Are the lights going out in Puerto Rico?
Photo: Joao Pacheco. Source: Picjumbo
Today the Puerto Rico Electric Power Authority (PREPA) is scheduled to pay $400 million in principal and interest to bondholders. It’s unlikely that they have cash to do this. They drew down their reserve account a year ago, and haven’t built it back up. In fact, the bond’s trustee issued a notice a couple weeks ago, warning that they don’t have the funds to make the payment.
The default is likely to send shock-waves through the municipal bond market. Now, defaults are routine in financial markets. It’s why creditors get paid interest on loans—there’s always a chance you won’t get your principal back. And we have courts to sort out the claims when things go wrong. Municipal defaults are less common that corporate filings, but there’s still a settled bankruptcy regime. In 2013 Detroit filed Chapter 9, adjusted its debts, and moved on.
But Puerto Rico is a special case. It’s not a State, it’s a Territory. Its own Constitution guarantees the priority of their General Obligation debt, but you can’t pay back money you don’t have. And most of Puerto Rico’s $72 billion in debt was issued by special territorial corporations, not the Territory itself. So, as you might say on Facebook, it’s complicated.
At this point many analysts start going into mind-numbing detail about special purpose clauses and payment waterfalls that make me need to get up and move around. But the bottom line is this: Puerto Rico’s total debt is greater than 70% of its declining economy. The median US State debt to GDP ratio is less than 16%. And that doesn’t even consider PR’s pensions, which are less than 20% funded.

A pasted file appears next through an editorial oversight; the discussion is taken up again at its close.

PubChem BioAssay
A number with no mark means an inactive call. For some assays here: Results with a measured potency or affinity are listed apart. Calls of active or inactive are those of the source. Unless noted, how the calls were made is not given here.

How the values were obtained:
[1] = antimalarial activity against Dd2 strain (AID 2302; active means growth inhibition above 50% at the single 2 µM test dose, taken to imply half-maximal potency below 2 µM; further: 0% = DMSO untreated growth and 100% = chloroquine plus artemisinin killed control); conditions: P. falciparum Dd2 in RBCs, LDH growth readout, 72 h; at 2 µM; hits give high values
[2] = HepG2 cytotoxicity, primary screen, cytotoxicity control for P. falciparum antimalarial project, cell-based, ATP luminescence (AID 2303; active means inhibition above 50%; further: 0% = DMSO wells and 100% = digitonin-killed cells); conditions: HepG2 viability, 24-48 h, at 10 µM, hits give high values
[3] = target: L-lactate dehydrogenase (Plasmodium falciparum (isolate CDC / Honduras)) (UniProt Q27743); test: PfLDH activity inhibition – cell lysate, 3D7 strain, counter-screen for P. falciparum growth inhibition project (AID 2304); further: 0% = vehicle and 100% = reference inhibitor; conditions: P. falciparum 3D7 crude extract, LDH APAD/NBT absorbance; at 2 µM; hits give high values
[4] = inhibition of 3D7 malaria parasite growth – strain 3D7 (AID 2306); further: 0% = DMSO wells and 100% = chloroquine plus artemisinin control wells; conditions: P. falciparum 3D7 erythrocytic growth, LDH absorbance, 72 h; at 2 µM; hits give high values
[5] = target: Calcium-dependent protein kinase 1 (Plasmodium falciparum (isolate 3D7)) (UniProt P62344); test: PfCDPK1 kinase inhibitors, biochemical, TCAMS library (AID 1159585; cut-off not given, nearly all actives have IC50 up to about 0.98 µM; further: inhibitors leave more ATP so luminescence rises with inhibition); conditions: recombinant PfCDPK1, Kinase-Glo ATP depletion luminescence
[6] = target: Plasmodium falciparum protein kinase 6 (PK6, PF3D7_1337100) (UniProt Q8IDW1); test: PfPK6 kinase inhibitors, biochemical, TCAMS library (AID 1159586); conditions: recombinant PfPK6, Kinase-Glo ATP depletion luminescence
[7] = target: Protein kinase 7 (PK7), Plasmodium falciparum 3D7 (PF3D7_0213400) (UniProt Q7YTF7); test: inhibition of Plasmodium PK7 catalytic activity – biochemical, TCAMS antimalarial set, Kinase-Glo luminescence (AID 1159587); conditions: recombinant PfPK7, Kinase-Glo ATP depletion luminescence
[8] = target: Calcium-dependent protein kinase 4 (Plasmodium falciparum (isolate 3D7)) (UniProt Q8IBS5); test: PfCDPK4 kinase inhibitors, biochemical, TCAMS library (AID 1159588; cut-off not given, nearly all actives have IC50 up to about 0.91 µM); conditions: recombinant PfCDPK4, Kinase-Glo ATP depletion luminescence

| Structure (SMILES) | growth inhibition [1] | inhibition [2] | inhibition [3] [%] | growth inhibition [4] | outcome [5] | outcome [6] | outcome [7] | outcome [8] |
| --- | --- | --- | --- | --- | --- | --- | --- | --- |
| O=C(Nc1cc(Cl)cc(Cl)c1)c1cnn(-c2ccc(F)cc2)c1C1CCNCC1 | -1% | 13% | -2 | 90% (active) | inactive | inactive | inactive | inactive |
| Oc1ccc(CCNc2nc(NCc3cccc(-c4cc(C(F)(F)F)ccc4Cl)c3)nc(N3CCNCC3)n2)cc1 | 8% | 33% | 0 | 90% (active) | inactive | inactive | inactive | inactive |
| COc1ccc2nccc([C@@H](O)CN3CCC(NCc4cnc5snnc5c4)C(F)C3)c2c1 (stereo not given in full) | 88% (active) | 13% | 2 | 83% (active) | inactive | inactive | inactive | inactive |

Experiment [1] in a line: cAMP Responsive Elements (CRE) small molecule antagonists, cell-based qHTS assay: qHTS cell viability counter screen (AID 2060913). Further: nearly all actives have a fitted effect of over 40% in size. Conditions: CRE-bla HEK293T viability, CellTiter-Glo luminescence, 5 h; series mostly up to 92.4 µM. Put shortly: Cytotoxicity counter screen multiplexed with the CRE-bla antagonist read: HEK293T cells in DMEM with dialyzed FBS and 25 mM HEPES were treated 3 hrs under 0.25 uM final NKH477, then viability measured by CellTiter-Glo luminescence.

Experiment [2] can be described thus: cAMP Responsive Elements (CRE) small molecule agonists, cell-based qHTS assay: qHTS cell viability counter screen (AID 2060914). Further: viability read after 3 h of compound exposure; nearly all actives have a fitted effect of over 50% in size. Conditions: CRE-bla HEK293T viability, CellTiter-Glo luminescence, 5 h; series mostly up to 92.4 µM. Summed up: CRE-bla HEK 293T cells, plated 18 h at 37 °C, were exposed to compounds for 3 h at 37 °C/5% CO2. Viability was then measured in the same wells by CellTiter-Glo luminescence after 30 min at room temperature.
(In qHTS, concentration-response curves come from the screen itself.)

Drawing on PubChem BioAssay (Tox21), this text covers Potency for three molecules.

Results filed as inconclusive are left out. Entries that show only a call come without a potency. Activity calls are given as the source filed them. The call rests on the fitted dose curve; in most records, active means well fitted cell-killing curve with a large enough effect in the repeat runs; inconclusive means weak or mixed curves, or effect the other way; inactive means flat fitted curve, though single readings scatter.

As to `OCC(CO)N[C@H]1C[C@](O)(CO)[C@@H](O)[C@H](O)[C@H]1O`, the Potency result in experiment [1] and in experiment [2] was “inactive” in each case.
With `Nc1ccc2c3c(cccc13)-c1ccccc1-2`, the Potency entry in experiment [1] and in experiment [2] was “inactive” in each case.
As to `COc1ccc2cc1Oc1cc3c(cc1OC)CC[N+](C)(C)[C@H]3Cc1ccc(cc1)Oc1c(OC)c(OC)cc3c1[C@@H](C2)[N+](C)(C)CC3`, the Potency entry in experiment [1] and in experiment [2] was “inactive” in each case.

Puerto Rico Real GDP. Source: World Bank, Bloomberg
Up to now, the Territory has tried to borrow its way to prosperity, filling budget gaps with more obligations. But that doesn’t address the underlying issue. Their economy has been contracting every year since 2006, a date that coincidentally corresponds with the expiration of a clause the US tax code that favored US corporations with subsidiaries there. The IRS closed the loophole, PR’s economy declined over 15%, and Governor Padilla has said, “No mas.”
What’s next? There’s never only one cockroach. PREPA’s default will be followed by problems among all the other special corporations. Even its general obligation debt may face challenges. The island is trying to work out a deal with the major bondholders, but negotiations are likely to be tough.
Get ready for a long, hot summer. If you want to know who’s next, just watch where the vultures are gathering.
Douglas Tengdin, CFA
Charter Trust Company